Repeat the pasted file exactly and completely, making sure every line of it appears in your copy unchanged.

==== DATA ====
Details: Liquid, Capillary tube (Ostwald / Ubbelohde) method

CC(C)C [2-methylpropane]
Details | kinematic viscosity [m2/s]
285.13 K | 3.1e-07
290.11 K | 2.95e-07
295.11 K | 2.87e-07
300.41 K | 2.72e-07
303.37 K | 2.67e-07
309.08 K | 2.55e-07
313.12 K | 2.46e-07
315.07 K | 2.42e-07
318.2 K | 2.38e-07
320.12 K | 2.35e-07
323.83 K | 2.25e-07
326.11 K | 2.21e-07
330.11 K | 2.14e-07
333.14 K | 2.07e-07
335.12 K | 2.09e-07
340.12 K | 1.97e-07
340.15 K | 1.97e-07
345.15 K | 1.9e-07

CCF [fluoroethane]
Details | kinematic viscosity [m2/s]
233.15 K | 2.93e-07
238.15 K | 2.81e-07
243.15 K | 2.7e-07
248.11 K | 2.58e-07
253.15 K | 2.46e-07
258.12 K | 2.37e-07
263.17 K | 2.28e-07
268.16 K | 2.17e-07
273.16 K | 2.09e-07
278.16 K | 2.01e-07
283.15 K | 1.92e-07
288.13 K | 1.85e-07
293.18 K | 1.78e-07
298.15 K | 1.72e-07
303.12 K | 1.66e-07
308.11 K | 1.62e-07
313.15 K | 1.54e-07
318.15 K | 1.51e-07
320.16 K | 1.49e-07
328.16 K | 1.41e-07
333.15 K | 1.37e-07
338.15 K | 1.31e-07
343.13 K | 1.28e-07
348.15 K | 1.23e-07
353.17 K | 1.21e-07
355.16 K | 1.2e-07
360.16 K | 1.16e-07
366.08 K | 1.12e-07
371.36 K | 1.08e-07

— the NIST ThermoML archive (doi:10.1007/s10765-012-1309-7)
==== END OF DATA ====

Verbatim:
Details: Liquid, Capillary tube (Ostwald / Ubbelohde) method

CC(C)C [2-methylpropane]
Details | kinematic viscosity [m2/s]
285.13 K | 3.1e-07
290.11 K | 2.95e-07
295.11 K | 2.87e-07
300.41 K | 2.72e-07
303.37 K | 2.67e-07
309.08 K | 2.55e-07
313.12 K | 2.46e-07
315.07 K | 2.42e-07
318.2 K | 2.38e-07
320.12 K | 2.35e-07
323.83 K | 2.25e-07
326.11 K | 2.21e-07
330.11 K | 2.14e-07
333.14 K | 2.07e-07
335.12 K | 2.09e-07
340.12 K | 1.97e-07
340.15 K | 1.97e-07
345.15 K | 1.9e-07

CCF [fluoroethane]
Details | kinematic viscosity [m2/s]
233.15 K | 2.93e-07
238.15 K | 2.81e-07
243.15 K | 2.7e-07
248.11 K | 2.58e-07
253.15 K | 2.46e-07
258.12 K | 2.37e-07
263.17 K | 2.28e-07
268.16 K | 2.17e-07
273.16 K | 2.09e-07
278.16 K | 2.01e-07
283.15 K | 1.92e-07
288.13 K | 1.85e-07
293.18 K | 1.78e-07
298.15 K | 1.72e-07
303.12 K | 1.66e-07
308.11 K | 1.62e-07
313.15 K | 1.54e-07
318.15 K | 1.51e-07
320.16 K | 1.49e-07
328.16 K | 1.41e-07
333.15 K | 1.37e-07
338.15 K | 1.31e-07
343.13 K | 1.28e-07
348.15 K | 1.23e-07
353.17 K | 1.21e-07
355.16 K | 1.2e-07
360.16 K | 1.16e-07
366.08 K | 1.12e-07
371.36 K | 1.08e-07

— the NIST ThermoML archive (doi:10.1007/s10765-012-1309-7)